The unfunny comedian Dane Cook likes to make jokes about fast food. I’m just not gonna do that here and waste your time. I’d like for people to actually read this thing (by the way, I’m going to learn CSS so this site looks better).

 At one time, I think some people may have mistaken Ramen Noodles as exotic or for that matter, ethnic cuisine. Priced at somewhere around .30 cents a package, the noodles are high in calories, fat and the flavoring that comes with it–that resembles black tar heroin–has enough sodium to keep ice off a patch of sidewalk in the middle of a Minnesota winter. Add to the fact that there are no vegetables in Ramen noodles, and you’re basically eating a brick of salt disolved in some water with some noodles thrown in there.


For the price of about 10 packages of Ramen noodles you can do much better for fast food. In February, on a late night grocery shopping trip, I stumbled across a display for fast Indian cuisine and decided to give it a shot. The supermarket I frequent had a display featuring ready-made dinners by Kitchens of India, a brand owned by the Indian hotel chain ITC Limited.

 My experience with Indian foods is limited to dining in restaurants in Albany, NY, Boston and New York City, so I make no claim to know much about the foods. Generally speaking, when in New York, I visit the restaurants on Avenue A between Second and First Avenues to get a dinner special, which almost always includes Mushroom Saag as the entree. I enjoy the service and the price and the sitar music and I leave without learning about the food.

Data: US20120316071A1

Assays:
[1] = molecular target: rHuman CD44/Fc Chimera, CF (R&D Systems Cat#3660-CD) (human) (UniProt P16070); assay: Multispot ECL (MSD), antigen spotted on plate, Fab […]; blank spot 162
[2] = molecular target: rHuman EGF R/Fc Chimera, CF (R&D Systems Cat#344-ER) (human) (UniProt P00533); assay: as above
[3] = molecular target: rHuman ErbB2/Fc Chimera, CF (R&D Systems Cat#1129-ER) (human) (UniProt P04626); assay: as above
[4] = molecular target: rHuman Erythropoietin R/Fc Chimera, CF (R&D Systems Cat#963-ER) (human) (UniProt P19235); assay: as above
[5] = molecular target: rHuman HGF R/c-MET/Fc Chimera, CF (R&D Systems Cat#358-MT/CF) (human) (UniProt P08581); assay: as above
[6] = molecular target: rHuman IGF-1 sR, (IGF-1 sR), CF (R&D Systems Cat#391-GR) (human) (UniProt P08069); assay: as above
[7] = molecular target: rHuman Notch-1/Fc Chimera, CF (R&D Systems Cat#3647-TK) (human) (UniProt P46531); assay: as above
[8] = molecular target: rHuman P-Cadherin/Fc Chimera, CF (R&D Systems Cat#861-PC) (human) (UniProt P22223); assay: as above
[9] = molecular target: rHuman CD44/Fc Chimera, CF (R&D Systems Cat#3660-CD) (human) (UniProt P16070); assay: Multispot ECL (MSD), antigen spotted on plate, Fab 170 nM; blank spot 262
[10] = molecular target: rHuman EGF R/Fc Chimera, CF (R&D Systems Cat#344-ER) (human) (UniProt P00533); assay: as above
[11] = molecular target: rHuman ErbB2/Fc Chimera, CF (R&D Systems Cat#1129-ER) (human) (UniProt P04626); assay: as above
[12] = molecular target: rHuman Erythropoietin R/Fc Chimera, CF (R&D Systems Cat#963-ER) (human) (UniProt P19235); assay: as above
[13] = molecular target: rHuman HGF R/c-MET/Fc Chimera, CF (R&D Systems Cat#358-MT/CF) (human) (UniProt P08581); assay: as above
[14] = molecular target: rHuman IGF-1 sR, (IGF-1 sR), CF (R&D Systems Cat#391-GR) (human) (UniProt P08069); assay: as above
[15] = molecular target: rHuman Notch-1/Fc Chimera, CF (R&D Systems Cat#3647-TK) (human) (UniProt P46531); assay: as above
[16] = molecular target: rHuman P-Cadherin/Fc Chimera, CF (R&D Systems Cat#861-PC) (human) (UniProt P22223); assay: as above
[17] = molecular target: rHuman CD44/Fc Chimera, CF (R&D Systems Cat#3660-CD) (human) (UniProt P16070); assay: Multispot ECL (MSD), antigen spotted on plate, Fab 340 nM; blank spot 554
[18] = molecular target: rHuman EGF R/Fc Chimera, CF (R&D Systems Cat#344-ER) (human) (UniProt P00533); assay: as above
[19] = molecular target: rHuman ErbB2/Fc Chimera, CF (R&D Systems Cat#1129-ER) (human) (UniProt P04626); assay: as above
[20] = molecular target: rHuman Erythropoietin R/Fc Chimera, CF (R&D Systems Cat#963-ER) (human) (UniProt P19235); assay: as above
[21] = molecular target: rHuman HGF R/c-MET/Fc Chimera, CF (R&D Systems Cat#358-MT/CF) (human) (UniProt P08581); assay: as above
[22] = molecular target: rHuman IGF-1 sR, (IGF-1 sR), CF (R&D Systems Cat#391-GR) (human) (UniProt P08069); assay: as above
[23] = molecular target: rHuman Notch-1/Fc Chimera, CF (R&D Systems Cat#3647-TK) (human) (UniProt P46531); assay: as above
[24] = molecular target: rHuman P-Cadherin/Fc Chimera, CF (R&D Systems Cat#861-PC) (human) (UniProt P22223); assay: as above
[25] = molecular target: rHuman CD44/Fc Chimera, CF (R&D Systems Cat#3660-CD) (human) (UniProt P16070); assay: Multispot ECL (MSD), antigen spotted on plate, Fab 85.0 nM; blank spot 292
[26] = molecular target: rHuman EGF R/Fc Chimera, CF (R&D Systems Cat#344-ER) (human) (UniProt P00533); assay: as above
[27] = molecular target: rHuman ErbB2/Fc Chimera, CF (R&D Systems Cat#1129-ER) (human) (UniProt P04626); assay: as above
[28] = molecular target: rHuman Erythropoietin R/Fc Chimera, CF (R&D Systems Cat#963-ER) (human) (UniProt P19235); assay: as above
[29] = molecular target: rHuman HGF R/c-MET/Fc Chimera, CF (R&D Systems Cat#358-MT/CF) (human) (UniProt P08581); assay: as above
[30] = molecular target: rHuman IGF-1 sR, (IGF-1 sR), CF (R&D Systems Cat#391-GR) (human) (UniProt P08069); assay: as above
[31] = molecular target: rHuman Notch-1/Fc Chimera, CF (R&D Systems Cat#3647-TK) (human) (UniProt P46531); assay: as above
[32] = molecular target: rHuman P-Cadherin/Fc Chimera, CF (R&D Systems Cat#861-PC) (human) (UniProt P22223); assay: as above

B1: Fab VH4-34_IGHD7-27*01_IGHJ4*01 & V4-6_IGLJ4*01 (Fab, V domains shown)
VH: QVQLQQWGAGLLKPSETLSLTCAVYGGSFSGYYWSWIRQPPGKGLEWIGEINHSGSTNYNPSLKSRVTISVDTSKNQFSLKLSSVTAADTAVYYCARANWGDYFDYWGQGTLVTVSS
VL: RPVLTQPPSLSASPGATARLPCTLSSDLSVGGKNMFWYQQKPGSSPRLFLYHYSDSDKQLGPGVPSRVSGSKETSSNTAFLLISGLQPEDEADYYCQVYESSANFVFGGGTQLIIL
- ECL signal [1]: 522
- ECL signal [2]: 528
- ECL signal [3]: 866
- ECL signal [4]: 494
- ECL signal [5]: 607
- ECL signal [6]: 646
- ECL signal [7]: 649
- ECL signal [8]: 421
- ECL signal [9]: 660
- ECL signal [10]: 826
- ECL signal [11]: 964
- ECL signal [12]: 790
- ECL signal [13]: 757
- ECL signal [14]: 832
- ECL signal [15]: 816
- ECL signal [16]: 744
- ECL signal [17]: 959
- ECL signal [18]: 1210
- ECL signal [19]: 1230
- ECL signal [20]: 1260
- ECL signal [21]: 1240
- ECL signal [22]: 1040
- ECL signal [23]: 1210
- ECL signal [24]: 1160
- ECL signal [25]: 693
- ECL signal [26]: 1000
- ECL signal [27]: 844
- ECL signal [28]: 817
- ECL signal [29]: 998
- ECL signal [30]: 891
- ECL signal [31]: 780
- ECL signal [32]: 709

I have so far had at least three of the items, complemented with tandoori nan, sold by another company.  The three include Pav Bhaji (mashed vegetable curry), Pindi Chana (chick peas in a mild but spicy sauce) and Palak Paneer (spinach with cottage cheese and a thin sauce).

After eating all three at least two times each of the last few weeks, I will report back to you that I am so far pleased with them. Certainly, they don’t beat eating the real thing, made at an Indian restaurant, but they are good enough for someone who feels a little rushed for time and in the mood for something that isn’t pasta.

 One of the complaints many people have about any food from South Asia is that it’s hot. Believe me, none of this stuff is. I’m not particularly enthusiastic about food that burns my tongue off, but if there was one suggestion I’d have for Kitchens of India and the “master chets of ITC Hotels” who the product says developed it, it would be to make it a little more spicy. A little more kick. Perhaps adding kick to it would make it less appealing to those of us in the west who are used to hot foods coming in the form of chili and chicken wings.

Before I sign off on these products so far, I will add a few things. They are not low in sodium. The boxes claim 100% natural ingredients and no preservatives, but the sodium content is 38%, which, in a package containing 2.5 servings, is quite a bit.

Despite a handsome looking box, the inner packaging is a little creepy. I must say that it reminds me of astronaut ice cream or a Capri Sun box. The food is made in factory somewhere in India and sent thousands of miles–presumably on a freighter–to the U.S., Canada, Australia, U.K. and Switzerland to name a few places, packaged in a multi-layered metallic pouch, that according to the company, seals it against spoiling. NOTE: Kitchens of India also reminds people, “not to uses the inner pack if leaking or bloated”, presumably to prevent against food poisoning and botulism.

Overall, I’d recommend giving Kitchens of India a shot if you need to eat something quickly.  The meals can be made easily on a stove top range, dumped into a pan or boiling the pouch in water (which I have not done yet) or even microwaving it in a dish.

I’m looking forward to trying their chutneys if I can find a place that sells them.